Cheese and wine have long been considered the quintessential pairing. Although wine and cheese parties are common in modern day party planning, good pairing is not as easy as one may be led to believe. The most expensive wine in the world paired with the best cheese in the world can taste less than optimal if they are not meant for one another. How often do you find yourself wondering just which types of cheese should be paired with which types of wine? In fact, pairing these two vastly different items is an art form in some sense. In the following paragraphs we’ll give you some hints and tips to pair like a pro.
In general, light cheese should go with lighter style wines, and heavier more tannic wines should go with cheeses of bolder depths and consistency. This may seem like a no brainer, but walk into any good gourmet market in America nowadays, and the vast amount of different cheese can rival the best fromageries of France or Italy. It’s impressive to say the least how far American cheese shops have grown onto the World stage, and with so many local cheese artisans creating new and exciting blends and blooms, good cheese is only going to get more accessible.
Cheddar / Gouda & Cabernet Sauvignon / Malbec
The staples of any good party platter tend to be aged Cheddar and Gouda which both pair great with Cabernet Sauvignon or Malbec. Cabernet and Malbecs have a natural tannic structure that holds up well with the toothiness and strong characteristics of Vermont or Irish Cheddars, and beautifully aged Gouda; the two play off each other quite nicely. Wines with a long finish, such as Cabernet Sauvignon or Malbec, demand cheeses with complex flavors that can stand up to that finish, and aged cheddars and gouda tend to be the best pairing for various styles of American or French Cabernet Sauvignon and Argentinian Malbec.
Parmesan / Blue Cheese & Pinot Noir / Barolo
When it comes to the Parmesan and Blue Cheeses, choose Pinot Noir or Barolo. Although blue cheese is considered a strong cheese to most, it is typically a creamy style cheese in which case we would consider it lighter by nature, and a perfect pairing to Pinot Noir and Barolo which itself is lighter in style and showcases beautiful floral characteristics which match the fragrances of both blue and parmesan cheese.
Goat Cheese / Chevre & Riesling / Pinot Blanc
Goat cheeses can be a little more difficult to pair but work well with a dry style of Riesling or Pinot Blanc. The irony, earthy, and tart flavor of Chevre or goat cheese, contrasts to the acid structure of a good dry Riesling or Pinot Blanc. This acid will cut through the richness and sharp flavor of the Chevre, and in turn bring out different fruit flavors in the wine.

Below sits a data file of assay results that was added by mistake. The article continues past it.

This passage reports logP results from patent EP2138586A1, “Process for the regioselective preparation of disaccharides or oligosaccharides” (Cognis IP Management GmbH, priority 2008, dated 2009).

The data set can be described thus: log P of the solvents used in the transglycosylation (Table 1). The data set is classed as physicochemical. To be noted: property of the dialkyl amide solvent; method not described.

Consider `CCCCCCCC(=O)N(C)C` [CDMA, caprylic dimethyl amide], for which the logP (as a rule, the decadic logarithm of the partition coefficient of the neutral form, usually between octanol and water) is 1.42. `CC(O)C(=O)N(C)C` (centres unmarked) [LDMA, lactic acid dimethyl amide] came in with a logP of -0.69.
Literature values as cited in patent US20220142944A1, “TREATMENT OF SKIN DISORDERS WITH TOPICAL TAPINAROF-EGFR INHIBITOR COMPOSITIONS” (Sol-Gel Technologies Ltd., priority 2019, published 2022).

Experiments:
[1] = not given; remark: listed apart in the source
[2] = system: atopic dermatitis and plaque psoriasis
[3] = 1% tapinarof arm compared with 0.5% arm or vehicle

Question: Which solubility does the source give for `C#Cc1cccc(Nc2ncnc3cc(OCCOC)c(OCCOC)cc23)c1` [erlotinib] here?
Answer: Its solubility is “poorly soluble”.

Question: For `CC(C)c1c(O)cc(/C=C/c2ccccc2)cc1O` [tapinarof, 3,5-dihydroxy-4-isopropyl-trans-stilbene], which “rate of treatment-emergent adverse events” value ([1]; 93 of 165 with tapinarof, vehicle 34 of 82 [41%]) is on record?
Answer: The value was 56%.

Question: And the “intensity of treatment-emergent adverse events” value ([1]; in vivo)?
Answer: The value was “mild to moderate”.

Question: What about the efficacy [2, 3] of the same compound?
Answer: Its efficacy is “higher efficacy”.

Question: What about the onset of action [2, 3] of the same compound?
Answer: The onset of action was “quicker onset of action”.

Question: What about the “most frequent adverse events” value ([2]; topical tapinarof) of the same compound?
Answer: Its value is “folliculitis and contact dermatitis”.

Swiss Cheese & Pinot Grigio / Pinot Blanc
Swiss cheeses have a natural pairing with Pinot Blanc and Pinot Grigio. The wines have good medium acidity and come across very neutral when enjoyed on their own. They tend to be a very good appetizer wine to serve with cheese and charcuterie. Swiss cheese has notes of tart nuttiness that bring out the fruit flavors in a Pinot Grigio or Pinot Blanc. With the smooth and creamy texture of a nice Swiss cheese it makes it an ideal pairing with a crisp Pinot Grigio. The pleasantly mild flavor of a properly aged Swiss will mix well with the clean and light tastes of a Pinot Grigio without overpowering the wine, which is what you want in a cheese appetizer. It’s recommended just serving Swiss in slices or cubes to bring out the natural flavors of the cheese and wine combo.
Havarti / Fontina & Provence Rose Wine
Another good combination to include at your dinner party is Havarti or Fontina and a dry Provence Rose wine. The crisp dried fruit flavors of a good rose will match well with the earthy briny flavors of the Fontina and Havarti cheese, and the acid structure in the rose will cut through the creaminess of the semi soft cheeses making it a very pleasant pairing. Add some dried cranberries and salty prosciutto to make it a home run. Sparkling wines from Spain and Italy are also a great combination with these cheeses.
If all else fails and you find yourself stuck on what to decide while at your favorite gourmet market, Sparkling wines like Champagne, Cava, Prosecco, and Franciacorta tend to match with almost all cheeses; especially soft and semi soft cheese. But will also run the gamete with Parmesan, and Blue Cheese. I tend to shy away from Cheddar with Champagne, but Prosecco won’t hurt the combination with an aged white cheddar.
At the end of the day, there are numerous combinations that can work and certainly a level of subjectivity involved. For more pairing ideas check out the following links:
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